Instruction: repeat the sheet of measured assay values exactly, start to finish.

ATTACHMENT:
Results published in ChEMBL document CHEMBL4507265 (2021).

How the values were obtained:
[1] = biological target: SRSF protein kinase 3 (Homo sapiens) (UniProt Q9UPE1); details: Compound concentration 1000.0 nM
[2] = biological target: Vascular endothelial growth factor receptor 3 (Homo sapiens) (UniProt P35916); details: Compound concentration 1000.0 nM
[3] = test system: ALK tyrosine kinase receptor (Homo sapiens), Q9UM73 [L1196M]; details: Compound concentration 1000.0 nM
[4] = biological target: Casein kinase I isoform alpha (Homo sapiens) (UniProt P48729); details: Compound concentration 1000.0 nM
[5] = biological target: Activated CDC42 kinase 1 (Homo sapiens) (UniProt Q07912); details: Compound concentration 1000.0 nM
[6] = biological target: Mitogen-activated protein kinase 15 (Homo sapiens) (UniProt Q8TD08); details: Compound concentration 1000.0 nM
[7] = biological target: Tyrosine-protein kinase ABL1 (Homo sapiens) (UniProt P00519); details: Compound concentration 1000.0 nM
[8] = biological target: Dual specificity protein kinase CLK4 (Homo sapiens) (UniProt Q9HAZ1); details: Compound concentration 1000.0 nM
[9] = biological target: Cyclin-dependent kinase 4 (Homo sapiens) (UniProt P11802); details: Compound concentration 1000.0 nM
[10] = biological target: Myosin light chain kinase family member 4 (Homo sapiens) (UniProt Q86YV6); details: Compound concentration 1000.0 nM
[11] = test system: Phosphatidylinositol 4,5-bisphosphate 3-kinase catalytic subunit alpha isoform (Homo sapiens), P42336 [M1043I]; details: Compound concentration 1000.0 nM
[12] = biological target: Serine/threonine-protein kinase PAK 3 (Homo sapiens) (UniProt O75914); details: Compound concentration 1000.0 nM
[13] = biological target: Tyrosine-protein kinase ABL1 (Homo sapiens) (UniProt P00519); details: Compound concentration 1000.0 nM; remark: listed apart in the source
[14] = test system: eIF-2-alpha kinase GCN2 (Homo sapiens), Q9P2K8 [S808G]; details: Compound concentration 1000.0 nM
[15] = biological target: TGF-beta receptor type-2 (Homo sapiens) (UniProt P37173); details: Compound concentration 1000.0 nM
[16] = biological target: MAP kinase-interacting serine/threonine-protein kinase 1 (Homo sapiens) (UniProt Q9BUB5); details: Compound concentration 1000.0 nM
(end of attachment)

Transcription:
Results published in ChEMBL document CHEMBL4507265 (2021).

How the values were obtained:
[1] = biological target: SRSF protein kinase 3 (Homo sapiens) (UniProt Q9UPE1); details: Compound concentration 1000.0 nM
[2] = biological target: Vascular endothelial growth factor receptor 3 (Homo sapiens) (UniProt P35916); details: Compound concentration 1000.0 nM
[3] = test system: ALK tyrosine kinase receptor (Homo sapiens), Q9UM73 [L1196M]; details: Compound concentration 1000.0 nM
[4] = biological target: Casein kinase I isoform alpha (Homo sapiens) (UniProt P48729); details: Compound concentration 1000.0 nM
[5] = biological target: Activated CDC42 kinase 1 (Homo sapiens) (UniProt Q07912); details: Compound concentration 1000.0 nM
[6] = biological target: Mitogen-activated protein kinase 15 (Homo sapiens) (UniProt Q8TD08); details: Compound concentration 1000.0 nM
[7] = biological target: Tyrosine-protein kinase ABL1 (Homo sapiens) (UniProt P00519); details: Compound concentration 1000.0 nM
[8] = biological target: Dual specificity protein kinase CLK4 (Homo sapiens) (UniProt Q9HAZ1); details: Compound concentration 1000.0 nM
[9] = biological target: Cyclin-dependent kinase 4 (Homo sapiens) (UniProt P11802); details: Compound concentration 1000.0 nM
[10] = biological target: Myosin light chain kinase family member 4 (Homo sapiens) (UniProt Q86YV6); details: Compound concentration 1000.0 nM
[11] = test system: Phosphatidylinositol 4,5-bisphosphate 3-kinase catalytic subunit alpha isoform (Homo sapiens), P42336 [M1043I]; details: Compound concentration 1000.0 nM
[12] = biological target: Serine/threonine-protein kinase PAK 3 (Homo sapiens) (UniProt O75914); details: Compound concentration 1000.0 nM
[13] = biological target: Tyrosine-protein kinase ABL1 (Homo sapiens) (UniProt P00519); details: Compound concentration 1000.0 nM; remark: listed apart in the source
[14] = test system: eIF-2-alpha kinase GCN2 (Homo sapiens), Q9P2K8 [S808G]; details: Compound concentration 1000.0 nM
[15] = biological target: TGF-beta receptor type-2 (Homo sapiens) (UniProt P37173); details: Compound concentration 1000.0 nM
[16] = biological target: MAP kinase-interacting serine/threonine-protein kinase 1 (Homo sapiens) (UniProt Q9BUB5); details: Compound concentration 1000.0 nM